New books – March 2020

We are adding new books to our collections every month. Use the carousel below to browse a diverse selection of the new titles added between January and March 2020 . Click on any cover to see where the book is located or to place a request.

Want to recommend a book? Tell us what’s missing from our collections via our More Books, Read for Research or Liberating City schemes. 

 

Liberating CityLibrary

This month we’re excited to launch our new initiative ‘Liberating CityLibrary’ where we’re asking students and staff to recommend books to help us improve the diversity of our collections.

We want to increase the range of books in the library written by people from a BAME (Black, Asian and Minority Ethnic) background, books by and about LGBTQI+ people and titles which recognise overlapping identities and experiences such as gender, class, sexuality and disability.

Liberating CityLibrary will work in a similar way to the already established book suggestion schemes ‘More Books‘ and ‘Read for Research’. To get involved all you need to do is complete our online form and if the requested book costs less than £60 and there are no copies in stock, your order will be placed within five working days.

We look forward to receiving your suggestions and will be sharing monthly highlights via CityLibrary News and social media.

If you have any questions about Liberating CityLibrary please email library@city.ac.uk.

Sage Research Methods Video

Are you starting a research project? Do you need to refresh your knowledge of research methods?

SAGE Research Methods Video is a streaming video collection created to support every stage of the research process. Sage Research Methods Video is suitable for both undergraduate students undertaking research for the first time and more experienced researchers.  Key areas such as writing a research proposal, planning and designing a research project and securing ethical approval are all covered.

 

A few examples of the different types of videos on offer:

The videos are fully integrated with our existing SAGE Research Methods subscription which includes books, handbooks and encyclopaedias and the well-known little green books (quantitative methods series) and little blue books (qualitative methods series).

Accessing Sage Research Methods Video

You can access Sage Research Methods Video via CityLibrary Search or Databases A-Z List.

If you have any questions about this resource you can contact library@city.ac.uk.

Stay up-to-date with The FT.com and The Economist

Do want to keep up with the news but don’t know where to start? Are you interested in politics, business or international relations? Then City Library can help you! You can access the best in international news, analysis and comment from our subscriptions to the Financial Times (FT) and The Economist.

The FT.com

Every student at City gets their very own FT account, which gives access to the entire site, including apps for phones and tablets, up-to-date news and information and all the FT’s articles. All you need to do is register. Don’t worry if you’re not interested in finance – the FT also includes commentary on politics, economics and the arts.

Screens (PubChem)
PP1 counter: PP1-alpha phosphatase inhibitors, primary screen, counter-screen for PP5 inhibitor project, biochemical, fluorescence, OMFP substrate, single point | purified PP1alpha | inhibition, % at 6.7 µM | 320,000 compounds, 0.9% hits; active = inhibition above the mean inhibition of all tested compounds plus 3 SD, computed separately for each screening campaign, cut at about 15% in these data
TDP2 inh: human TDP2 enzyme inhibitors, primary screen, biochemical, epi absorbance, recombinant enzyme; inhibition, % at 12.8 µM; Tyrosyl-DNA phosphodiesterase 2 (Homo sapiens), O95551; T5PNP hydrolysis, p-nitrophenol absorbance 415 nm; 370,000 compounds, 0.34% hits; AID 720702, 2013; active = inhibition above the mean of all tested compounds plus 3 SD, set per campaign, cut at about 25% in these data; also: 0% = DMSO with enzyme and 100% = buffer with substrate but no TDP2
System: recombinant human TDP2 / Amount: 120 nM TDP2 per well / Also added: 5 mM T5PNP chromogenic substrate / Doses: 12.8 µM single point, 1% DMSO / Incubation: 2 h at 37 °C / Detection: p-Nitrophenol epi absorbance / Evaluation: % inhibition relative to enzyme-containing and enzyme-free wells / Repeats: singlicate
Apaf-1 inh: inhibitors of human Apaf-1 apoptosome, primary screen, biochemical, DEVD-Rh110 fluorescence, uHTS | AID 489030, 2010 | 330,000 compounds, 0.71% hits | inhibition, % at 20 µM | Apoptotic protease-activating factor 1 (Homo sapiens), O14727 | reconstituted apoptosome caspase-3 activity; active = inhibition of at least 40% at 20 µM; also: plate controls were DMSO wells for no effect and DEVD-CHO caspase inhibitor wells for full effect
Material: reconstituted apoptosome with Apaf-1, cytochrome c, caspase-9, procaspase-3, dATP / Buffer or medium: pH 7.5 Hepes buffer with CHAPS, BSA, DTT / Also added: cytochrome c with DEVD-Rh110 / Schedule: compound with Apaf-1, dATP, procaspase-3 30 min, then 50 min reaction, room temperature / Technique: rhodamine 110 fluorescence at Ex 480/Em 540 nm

Financial Times

Registering for the FT.com:

Step 1: Go to www.ft.com and select Sign In

Step 2: Enter your City email address and select Next

Step 3: Select SSO Sign in and enter City username and password e.g. abcd123

Step 4: Complete the registration form. Make sure you use your City email address. Accept the terms and conditions and select continue.

Step 5: You will receive an email at your City account from the FT. To complete setting up your account, you need to set up a password. Follow the prompt in the email to do this.

 

The Economist

The Economist’s primary focus is world events, politics and business, but it also runs regular sections on science and technology, as well as books and the arts.  City Library’s subscription to The Economist.com includes access to the current print edition online and previous editions going back to 1997.

The Economist

Access The Economist.com via the Databases A-Z list. Once on the webpage ignore any links asking you to log in or subscribe – you have access to the full site courtesy of City Library!

If you have any questions about either the FT or The Economist you can contact library@city.ac.uk.

 

 

 

From the Archives: City and the local community

Since its inception City has been committed to improving the lives of students, businesses and the local community. When the Northampton Institute was founded in 1894 it was done so with the intention of providing education in technological and trade subjects for the local community in the Clerkenwell district and the aim of promoting the “industrial skill, general knowledge, health and well-being of young men and women belonging to the poorer classes”.

The first courses taught at the Institute covered a wide range of vocational subjects, including trades that are still associated with the local Clerkenwell area, such as horology and goldsmithing. Courses were also offered to women, including ‘Domestic Economy’ and ‘Women’s Trades’ which enabled women to learn skilled jobs such as tailor cutting and millinery.

The Institute was keen to ensure that opportunities were available to everyone and for roughly the first 50 years, courses were primarily taught to evening students, with only around 5-10% of students attending courses during the day. Fees were to be ‘what may be reasonably expected to be paid by persons belonging to the poorer classes between the ages of 16 and 25, but admission thereto shall not be limited to persons between those ages” demonstrating the commitment the Institute had to widening educational opportunities as much as it could.

In the early days of the Institute, it was important, as it is now, to encourage the development of the whole person. This holistic approach meant that all members were to have access to recreational opportunities as well as educational ones. This ethos was influenced by the ‘People’s Palace’ in Mile End, which sought to ‘raise the moral tone and life style of poor workers of East London’. This motivation is explored in the City125 Exhibition.

Entertainments and recreations were provided by the Institute for students and members of the local community, who could join the Institute for a fee. Some activities, such as concerts, were open to the wider public.